In philosophy and science, consciousness is known as the hard problem. No one definitely knows what it is or how it is produced. Yet, our consciousness is the source of our performance. By developing our consciousness, we can increase our performance.
Aligning financial, social and environmental purpose, known as the Triple Bottom Line, has developed over the last three decades from being an aspiration mostly found in corporate marketing and PR literature, to becoming an increasingly demanding risk management and reporting requirement. When implemented to its full potential, it now offers forward-thinking businesses a deep pool of opportunities for developing a competitive advantage.
Whether we like it or not, this decade will bring significant transformation to our society and organisations. The latest IPCC report is a stark wake-up call, for many, to this fact. But do we have the leaders who have developed the capability to lead people through the transformation? Our current progress in tackling climate change would suggest not.
The poem ‘Hieroglyphic Stairway’, by Drew Dellinger, had a significant impact on me when I read it a few years ago. It’s about a man who lies awake at 3.23 am because his great-great-grandchildren ask him questions in his dreams, such as: “What did you do when the earth was unravelling? What did you do once you knew?” What if one day my grandchildren ask me, “what did you do when you knew?” Would my answer be, “I did nothing”?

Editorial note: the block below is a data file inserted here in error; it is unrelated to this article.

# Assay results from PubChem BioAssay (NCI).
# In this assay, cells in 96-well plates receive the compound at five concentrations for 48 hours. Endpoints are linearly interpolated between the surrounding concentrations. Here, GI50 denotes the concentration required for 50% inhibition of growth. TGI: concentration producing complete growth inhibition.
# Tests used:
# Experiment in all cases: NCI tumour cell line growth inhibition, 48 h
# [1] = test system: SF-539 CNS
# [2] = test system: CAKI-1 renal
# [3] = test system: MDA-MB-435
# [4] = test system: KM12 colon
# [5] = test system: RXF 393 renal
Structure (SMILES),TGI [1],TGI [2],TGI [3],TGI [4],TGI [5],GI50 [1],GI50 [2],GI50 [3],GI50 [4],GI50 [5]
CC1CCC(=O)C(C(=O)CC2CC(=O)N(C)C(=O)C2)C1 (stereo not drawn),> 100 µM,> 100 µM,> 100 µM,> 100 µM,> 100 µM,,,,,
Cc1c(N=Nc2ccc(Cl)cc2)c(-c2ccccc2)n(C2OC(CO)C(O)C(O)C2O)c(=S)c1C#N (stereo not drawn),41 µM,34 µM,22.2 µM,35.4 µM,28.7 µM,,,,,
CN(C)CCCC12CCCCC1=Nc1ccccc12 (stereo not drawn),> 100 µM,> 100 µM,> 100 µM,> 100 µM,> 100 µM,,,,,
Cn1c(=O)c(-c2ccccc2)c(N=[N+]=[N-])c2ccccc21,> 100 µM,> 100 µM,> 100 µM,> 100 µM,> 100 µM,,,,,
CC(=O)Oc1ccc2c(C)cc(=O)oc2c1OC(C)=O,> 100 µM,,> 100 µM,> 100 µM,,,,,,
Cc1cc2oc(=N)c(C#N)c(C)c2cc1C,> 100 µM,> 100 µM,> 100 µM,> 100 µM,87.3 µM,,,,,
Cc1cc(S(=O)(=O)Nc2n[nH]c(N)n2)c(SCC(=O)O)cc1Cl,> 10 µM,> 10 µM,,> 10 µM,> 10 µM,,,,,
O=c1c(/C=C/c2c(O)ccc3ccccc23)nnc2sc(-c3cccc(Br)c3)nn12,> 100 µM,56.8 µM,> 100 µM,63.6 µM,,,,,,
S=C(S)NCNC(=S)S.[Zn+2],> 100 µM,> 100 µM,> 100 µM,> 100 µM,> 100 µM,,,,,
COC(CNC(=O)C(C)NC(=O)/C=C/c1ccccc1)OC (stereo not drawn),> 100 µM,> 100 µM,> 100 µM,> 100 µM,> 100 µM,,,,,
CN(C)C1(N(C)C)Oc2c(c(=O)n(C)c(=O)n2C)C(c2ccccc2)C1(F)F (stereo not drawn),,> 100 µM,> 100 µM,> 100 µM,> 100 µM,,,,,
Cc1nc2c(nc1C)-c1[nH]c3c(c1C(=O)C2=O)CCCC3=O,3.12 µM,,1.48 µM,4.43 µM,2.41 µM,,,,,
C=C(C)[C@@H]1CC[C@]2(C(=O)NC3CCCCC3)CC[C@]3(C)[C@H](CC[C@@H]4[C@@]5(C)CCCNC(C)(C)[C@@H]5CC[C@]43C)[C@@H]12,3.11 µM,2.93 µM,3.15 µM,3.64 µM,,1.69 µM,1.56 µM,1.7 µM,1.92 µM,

There is currently a lot of talk about conscious leadership. But what is it? Conscious leadership means different things to different people. In philosophy and science, consciousness is known as the ‘hard problem’. No one knows what consciousness is and how it comes about. So, it’s not surprising there isn’t a consensus view about conscious leadership.
Leaders have historically taken their learning from the Industrial Revolution and created organisations that operate like machines. But the machine-like organisation is no longer fit for purpose. Leaders now need to take their learning from nature to create organisations that operate like ecosystems.
For some people, capitalism is the most efficient way to distribute scarce resources, promote equality, foster co-operation and inspire innovation. For others, capitalism is responsible for the degradation of the environment, an increase in inequality, and decreased mental health. What if capitalism could regenerate all forms of capital such as environmental, social and psychological as well as financial?